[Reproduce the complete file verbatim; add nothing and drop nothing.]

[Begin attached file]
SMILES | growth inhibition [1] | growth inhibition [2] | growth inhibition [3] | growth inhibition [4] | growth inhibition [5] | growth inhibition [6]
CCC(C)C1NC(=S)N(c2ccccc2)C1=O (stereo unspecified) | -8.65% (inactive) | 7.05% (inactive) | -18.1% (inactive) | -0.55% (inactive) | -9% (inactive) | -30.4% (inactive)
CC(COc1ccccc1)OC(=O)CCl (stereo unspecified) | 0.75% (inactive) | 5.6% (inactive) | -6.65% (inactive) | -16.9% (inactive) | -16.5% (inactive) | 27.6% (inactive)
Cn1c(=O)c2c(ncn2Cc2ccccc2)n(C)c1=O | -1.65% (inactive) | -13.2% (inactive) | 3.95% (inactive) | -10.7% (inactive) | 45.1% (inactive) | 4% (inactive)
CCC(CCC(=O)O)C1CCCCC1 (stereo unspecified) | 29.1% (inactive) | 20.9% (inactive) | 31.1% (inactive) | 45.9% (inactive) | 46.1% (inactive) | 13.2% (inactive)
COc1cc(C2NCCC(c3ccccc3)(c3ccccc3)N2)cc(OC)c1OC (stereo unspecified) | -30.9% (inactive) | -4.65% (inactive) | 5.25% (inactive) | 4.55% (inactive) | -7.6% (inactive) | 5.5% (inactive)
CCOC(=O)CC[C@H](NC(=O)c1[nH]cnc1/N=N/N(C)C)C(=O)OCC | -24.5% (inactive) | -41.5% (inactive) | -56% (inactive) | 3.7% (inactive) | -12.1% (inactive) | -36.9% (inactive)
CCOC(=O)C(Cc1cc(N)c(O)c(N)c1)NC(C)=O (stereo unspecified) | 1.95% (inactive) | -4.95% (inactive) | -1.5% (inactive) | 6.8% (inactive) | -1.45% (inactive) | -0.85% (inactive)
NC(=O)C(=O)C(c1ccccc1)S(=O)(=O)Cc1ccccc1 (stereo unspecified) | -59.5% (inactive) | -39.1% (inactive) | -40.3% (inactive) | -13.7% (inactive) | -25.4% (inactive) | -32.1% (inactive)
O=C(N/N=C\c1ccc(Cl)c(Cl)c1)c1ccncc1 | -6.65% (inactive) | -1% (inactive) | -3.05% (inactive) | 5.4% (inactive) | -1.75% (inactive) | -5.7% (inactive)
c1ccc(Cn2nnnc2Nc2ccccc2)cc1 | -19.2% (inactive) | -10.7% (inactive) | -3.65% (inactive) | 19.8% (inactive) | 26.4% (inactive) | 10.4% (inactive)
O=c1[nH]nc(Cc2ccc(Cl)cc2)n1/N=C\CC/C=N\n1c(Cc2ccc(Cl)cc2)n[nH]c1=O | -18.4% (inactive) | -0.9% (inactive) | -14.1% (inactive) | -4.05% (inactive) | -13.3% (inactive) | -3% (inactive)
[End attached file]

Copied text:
SMILES | growth inhibition [1] | growth inhibition [2] | growth inhibition [3] | growth inhibition [4] | growth inhibition [5] | growth inhibition [6]
CCC(C)C1NC(=S)N(c2ccccc2)C1=O (stereo unspecified) | -8.65% (inactive) | 7.05% (inactive) | -18.1% (inactive) | -0.55% (inactive) | -9% (inactive) | -30.4% (inactive)
CC(COc1ccccc1)OC(=O)CCl (stereo unspecified) | 0.75% (inactive) | 5.6% (inactive) | -6.65% (inactive) | -16.9% (inactive) | -16.5% (inactive) | 27.6% (inactive)
Cn1c(=O)c2c(ncn2Cc2ccccc2)n(C)c1=O | -1.65% (inactive) | -13.2% (inactive) | 3.95% (inactive) | -10.7% (inactive) | 45.1% (inactive) | 4% (inactive)
CCC(CCC(=O)O)C1CCCCC1 (stereo unspecified) | 29.1% (inactive) | 20.9% (inactive) | 31.1% (inactive) | 45.9% (inactive) | 46.1% (inactive) | 13.2% (inactive)
COc1cc(C2NCCC(c3ccccc3)(c3ccccc3)N2)cc(OC)c1OC (stereo unspecified) | -30.9% (inactive) | -4.65% (inactive) | 5.25% (inactive) | 4.55% (inactive) | -7.6% (inactive) | 5.5% (inactive)
CCOC(=O)CC[C@H](NC(=O)c1[nH]cnc1/N=N/N(C)C)C(=O)OCC | -24.5% (inactive) | -41.5% (inactive) | -56% (inactive) | 3.7% (inactive) | -12.1% (inactive) | -36.9% (inactive)
CCOC(=O)C(Cc1cc(N)c(O)c(N)c1)NC(C)=O (stereo unspecified) | 1.95% (inactive) | -4.95% (inactive) | -1.5% (inactive) | 6.8% (inactive) | -1.45% (inactive) | -0.85% (inactive)
NC(=O)C(=O)C(c1ccccc1)S(=O)(=O)Cc1ccccc1 (stereo unspecified) | -59.5% (inactive) | -39.1% (inactive) | -40.3% (inactive) | -13.7% (inactive) | -25.4% (inactive) | -32.1% (inactive)
O=C(N/N=C\c1ccc(Cl)c(Cl)c1)c1ccncc1 | -6.65% (inactive) | -1% (inactive) | -3.05% (inactive) | 5.4% (inactive) | -1.75% (inactive) | -5.7% (inactive)
c1ccc(Cn2nnnc2Nc2ccccc2)cc1 | -19.2% (inactive) | -10.7% (inactive) | -3.65% (inactive) | 19.8% (inactive) | 26.4% (inactive) | 10.4% (inactive)
O=c1[nH]nc(Cc2ccc(Cl)cc2)n1/N=C\CC/C=N\n1c(Cc2ccc(Cl)cc2)n[nH]c1=O | -18.4% (inactive) | -0.9% (inactive) | -14.1% (inactive) | -4.05% (inactive) | -13.3% (inactive) | -3% (inactive)